AstraZeneca knocked confidence in the UK stockmarket by the end of Wednesday's trading after the Dut...
AstraZeneca knocked confidence in the UK stockmarket by the end of Wednesday's trading after the Dutch antitrust regulator said the pharmaceutical firm has violated Dutch competition rules, alongside news of more accounting irregularities in the US.
The FTSE 100 retreated for a third day and dropped another 2.1% to 4448.1 points as the usual suspects - AstraZeneca, GlaxoSmithKline, Vodafone and Shell Transport & Trading - accounted for about half the slide.
AstraZeneca lost 186p or 7% to £24.60 after the Dutch antitrust regulator said the firm violated Dutch competition rules by supplying hospitals at a discount on the condition they wouldn't resell the cheaper medicines to individuals or pharmacies.
Even strong gains at Abbey National of 53p or 6.7% to 848p failed to keep the FTSE up, when suggestions of an Abbey merger with National Australia Bank hit the market.
SABMiller didn't help as the world's second-largest beermaker declared it's selling shares worth about £700m to raise money for more takeovers. Shares dropped 32.5p or 6.1% to 497.5p.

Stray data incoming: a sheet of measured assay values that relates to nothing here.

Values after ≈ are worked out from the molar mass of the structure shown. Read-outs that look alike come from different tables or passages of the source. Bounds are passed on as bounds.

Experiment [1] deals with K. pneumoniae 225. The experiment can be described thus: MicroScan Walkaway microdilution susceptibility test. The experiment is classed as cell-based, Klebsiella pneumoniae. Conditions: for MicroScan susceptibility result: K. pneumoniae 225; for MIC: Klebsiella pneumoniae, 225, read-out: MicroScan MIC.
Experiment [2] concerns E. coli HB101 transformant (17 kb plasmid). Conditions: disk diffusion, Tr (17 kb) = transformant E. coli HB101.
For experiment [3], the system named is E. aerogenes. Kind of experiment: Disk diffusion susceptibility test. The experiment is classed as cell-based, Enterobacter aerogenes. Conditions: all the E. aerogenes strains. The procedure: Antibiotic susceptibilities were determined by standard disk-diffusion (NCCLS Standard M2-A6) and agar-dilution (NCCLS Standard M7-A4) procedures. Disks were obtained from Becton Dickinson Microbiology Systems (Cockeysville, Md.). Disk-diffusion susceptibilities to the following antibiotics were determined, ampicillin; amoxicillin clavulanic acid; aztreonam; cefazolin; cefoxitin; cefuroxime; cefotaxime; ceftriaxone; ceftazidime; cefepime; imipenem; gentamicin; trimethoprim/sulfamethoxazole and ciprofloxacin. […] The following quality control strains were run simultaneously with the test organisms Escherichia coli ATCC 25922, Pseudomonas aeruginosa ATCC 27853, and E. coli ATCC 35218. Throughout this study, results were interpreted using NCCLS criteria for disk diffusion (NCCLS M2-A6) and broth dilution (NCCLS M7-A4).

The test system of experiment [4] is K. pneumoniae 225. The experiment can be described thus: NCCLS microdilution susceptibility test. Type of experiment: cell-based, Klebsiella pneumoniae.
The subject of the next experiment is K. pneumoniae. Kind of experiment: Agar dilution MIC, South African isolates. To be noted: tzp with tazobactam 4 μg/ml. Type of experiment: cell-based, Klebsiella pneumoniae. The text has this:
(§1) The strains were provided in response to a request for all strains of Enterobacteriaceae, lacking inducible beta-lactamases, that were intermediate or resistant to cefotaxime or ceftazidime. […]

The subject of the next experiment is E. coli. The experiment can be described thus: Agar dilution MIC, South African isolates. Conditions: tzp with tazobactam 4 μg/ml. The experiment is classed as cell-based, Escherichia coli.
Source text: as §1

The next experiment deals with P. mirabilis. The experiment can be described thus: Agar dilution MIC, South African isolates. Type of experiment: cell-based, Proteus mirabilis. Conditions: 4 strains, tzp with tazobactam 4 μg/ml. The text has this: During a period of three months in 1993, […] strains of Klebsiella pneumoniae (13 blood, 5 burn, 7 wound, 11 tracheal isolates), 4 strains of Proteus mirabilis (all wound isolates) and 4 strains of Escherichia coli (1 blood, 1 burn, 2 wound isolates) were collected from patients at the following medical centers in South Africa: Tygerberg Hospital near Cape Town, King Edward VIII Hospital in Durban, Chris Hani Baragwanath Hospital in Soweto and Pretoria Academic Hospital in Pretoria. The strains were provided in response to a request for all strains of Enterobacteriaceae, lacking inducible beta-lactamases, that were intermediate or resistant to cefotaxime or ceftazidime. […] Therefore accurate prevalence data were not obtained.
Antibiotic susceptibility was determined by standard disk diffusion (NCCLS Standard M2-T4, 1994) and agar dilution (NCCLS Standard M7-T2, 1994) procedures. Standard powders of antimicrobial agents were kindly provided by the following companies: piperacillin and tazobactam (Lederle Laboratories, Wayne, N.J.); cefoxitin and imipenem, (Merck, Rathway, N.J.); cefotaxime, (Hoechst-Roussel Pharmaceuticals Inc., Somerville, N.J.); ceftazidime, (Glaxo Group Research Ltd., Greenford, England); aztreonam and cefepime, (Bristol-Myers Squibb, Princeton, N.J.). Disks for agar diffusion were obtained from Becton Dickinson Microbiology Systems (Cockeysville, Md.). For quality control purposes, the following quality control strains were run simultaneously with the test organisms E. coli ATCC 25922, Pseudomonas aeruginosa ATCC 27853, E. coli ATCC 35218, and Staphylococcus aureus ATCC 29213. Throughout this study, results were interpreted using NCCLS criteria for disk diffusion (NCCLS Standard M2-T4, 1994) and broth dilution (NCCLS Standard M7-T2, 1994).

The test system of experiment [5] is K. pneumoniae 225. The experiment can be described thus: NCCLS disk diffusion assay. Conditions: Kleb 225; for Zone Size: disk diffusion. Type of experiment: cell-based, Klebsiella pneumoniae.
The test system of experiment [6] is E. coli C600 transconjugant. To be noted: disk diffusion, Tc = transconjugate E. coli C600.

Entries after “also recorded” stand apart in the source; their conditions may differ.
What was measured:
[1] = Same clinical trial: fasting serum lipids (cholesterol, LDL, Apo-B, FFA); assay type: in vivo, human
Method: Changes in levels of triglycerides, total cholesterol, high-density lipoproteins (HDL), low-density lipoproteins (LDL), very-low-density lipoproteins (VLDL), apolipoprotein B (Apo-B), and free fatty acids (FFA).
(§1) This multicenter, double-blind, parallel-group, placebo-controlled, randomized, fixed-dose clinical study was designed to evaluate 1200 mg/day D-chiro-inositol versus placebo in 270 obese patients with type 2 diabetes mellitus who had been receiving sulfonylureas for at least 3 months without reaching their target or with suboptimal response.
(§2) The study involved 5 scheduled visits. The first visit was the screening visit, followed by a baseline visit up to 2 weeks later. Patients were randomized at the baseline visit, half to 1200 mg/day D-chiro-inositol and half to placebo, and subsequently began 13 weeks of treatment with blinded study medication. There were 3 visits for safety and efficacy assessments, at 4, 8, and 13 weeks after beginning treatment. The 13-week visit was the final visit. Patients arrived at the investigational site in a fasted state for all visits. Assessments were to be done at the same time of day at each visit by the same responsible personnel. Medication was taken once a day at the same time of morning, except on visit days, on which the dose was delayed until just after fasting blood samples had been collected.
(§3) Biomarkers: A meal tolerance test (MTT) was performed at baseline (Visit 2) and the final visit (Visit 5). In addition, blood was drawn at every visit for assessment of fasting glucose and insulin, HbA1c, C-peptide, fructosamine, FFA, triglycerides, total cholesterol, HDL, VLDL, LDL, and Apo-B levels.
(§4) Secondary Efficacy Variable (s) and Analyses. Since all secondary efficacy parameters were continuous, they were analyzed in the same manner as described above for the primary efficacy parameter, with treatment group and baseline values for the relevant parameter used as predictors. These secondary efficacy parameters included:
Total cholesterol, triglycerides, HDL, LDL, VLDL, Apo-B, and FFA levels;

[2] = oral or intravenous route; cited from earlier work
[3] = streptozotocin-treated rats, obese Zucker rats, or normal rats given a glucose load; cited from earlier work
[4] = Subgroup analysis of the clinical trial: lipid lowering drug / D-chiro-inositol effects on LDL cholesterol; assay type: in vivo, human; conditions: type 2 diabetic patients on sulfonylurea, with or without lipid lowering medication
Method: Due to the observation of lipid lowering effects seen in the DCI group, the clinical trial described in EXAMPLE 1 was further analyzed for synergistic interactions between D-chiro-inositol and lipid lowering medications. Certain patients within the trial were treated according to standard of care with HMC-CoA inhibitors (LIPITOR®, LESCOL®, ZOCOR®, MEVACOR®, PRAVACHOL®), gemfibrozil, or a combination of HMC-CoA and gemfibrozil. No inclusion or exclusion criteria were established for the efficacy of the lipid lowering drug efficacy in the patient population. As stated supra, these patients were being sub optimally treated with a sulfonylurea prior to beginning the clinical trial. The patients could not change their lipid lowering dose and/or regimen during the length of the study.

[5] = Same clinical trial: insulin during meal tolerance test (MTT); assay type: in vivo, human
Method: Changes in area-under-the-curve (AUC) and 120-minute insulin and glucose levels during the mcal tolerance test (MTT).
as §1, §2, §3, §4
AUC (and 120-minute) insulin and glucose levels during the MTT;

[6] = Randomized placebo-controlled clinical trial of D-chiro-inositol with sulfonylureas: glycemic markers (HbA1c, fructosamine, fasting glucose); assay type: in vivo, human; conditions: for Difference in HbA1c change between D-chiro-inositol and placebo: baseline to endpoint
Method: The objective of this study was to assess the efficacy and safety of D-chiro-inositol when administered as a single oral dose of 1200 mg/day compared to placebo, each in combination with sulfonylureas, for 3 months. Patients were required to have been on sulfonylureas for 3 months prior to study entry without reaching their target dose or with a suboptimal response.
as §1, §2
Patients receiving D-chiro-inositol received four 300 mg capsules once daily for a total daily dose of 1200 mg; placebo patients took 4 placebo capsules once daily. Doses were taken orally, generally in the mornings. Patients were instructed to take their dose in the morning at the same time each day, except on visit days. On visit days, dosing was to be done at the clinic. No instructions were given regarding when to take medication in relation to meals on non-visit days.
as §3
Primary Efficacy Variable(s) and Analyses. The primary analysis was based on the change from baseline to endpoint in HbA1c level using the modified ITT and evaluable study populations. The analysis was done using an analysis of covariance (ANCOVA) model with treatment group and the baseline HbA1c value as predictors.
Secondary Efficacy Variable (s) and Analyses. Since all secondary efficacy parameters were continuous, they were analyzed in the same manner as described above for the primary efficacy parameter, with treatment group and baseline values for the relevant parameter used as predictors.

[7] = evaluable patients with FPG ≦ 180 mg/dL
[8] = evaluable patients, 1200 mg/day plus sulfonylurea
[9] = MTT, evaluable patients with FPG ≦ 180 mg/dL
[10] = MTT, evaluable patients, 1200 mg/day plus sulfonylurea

Kensington Group managed to increase its value by 10p or 5.2% to 202.5p as the sub-prime specialist mortgage lender said first-half profit rose 37% as new business reached record levels and it lost less than it expected on loans. Net income jumped to £10m in the six months ended May 31, from £7.3m in the year-earlier period.
Man Group, the UK's biggest hedge fund company increased its share value by 44p or 4% to 1,134p after announcing it has raised around $1bn for new funds during the second quarter. The London-based company's fund-raising included $140 million for Man AP Strategic Series 2 Ltd. and $110 million for OM-IP 220 Limited Series 7.
Fresh allegations of accounting errors and fraud have emerged in the US stocks after Qwest Communications International said it is being probed by US prosecutors.
Analysts now say there is a complete loss of confidence on the part of the investors, and further claims of fraud are likely to damage the US market for several months.
News of risks to hormone replacement therapy also damaged US pharmaceutical stocks, led by Pfizer and Royal Dutch Petroleum, as Royal Dutch will now lose its place in the Standard & Poor's index.
The S&P 500 slid 17.01 points or 1.8% to 935.82 while the Dow Jones Industrial Average declined 125.51 points or 1.4% to 8970.58 and the Nasdaq Composite Index fell 13.62 points or 1% to 1367.50.
Qwest, the US telecoms company, plunged 96 cents or 37% to $1.64 after declaring the district attorney's office in Denver has begun a criminal investigation of the company. The subject wasn't disclosed but Qwest now joins a list of companies, including WorldCom, Xerox Corp. and Adelphia Communications, which are being examined by federal regulators or prosecutors.
The Denver-based phone company's statement comes a day after President George W. Bush said he would increase penalties for executives convicted of fraud.
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